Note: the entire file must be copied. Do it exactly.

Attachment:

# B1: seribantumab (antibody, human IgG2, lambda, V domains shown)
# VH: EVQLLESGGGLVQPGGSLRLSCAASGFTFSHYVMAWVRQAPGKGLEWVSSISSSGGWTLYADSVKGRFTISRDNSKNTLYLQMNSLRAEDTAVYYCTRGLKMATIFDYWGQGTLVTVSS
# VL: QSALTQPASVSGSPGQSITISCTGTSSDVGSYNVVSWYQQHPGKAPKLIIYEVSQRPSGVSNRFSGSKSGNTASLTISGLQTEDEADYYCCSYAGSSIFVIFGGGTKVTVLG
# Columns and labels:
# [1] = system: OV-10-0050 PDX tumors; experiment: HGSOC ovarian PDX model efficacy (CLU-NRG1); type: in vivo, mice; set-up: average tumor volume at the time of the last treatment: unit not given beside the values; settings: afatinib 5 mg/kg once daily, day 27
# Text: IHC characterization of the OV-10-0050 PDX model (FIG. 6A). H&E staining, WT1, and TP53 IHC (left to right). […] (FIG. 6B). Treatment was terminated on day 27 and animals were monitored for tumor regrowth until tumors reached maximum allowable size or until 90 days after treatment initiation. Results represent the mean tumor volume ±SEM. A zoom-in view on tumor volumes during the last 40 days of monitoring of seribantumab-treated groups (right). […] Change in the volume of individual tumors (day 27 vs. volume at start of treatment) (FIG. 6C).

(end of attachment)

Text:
# B1: seribantumab (antibody, human IgG2, lambda, V domains shown)
# VH: EVQLLESGGGLVQPGGSLRLSCAASGFTFSHYVMAWVRQAPGKGLEWVSSISSSGGWTLYADSVKGRFTISRDNSKNTLYLQMNSLRAEDTAVYYCTRGLKMATIFDYWGQGTLVTVSS
# VL: QSALTQPASVSGSPGQSITISCTGTSSDVGSYNVVSWYQQHPGKAPKLIIYEVSQRPSGVSNRFSGSKSGNTASLTISGLQTEDEADYYCCSYAGSSIFVIFGGGTKVTVLG
# Columns and labels:
# [1] = system: OV-10-0050 PDX tumors; experiment: HGSOC ovarian PDX model efficacy (CLU-NRG1); type: in vivo, mice; set-up: average tumor volume at the time of the last treatment: unit not given beside the values; settings: afatinib 5 mg/kg once daily, day 27
# Text: IHC characterization of the OV-10-0050 PDX model (FIG. 6A). H&E staining, WT1, and TP53 IHC (left to right). […] (FIG. 6B). Treatment was terminated on day 27 and animals were monitored for tumor regrowth until tumors reached maximum allowable size or until 90 days after treatment initiation. Results represent the mean tumor volume ±SEM. A zoom-in view on tumor volumes during the last 40 days of monitoring of seribantumab-treated groups (right). […] Change in the volume of individual tumors (day 27 vs. volume at start of treatment) (FIG. 6C).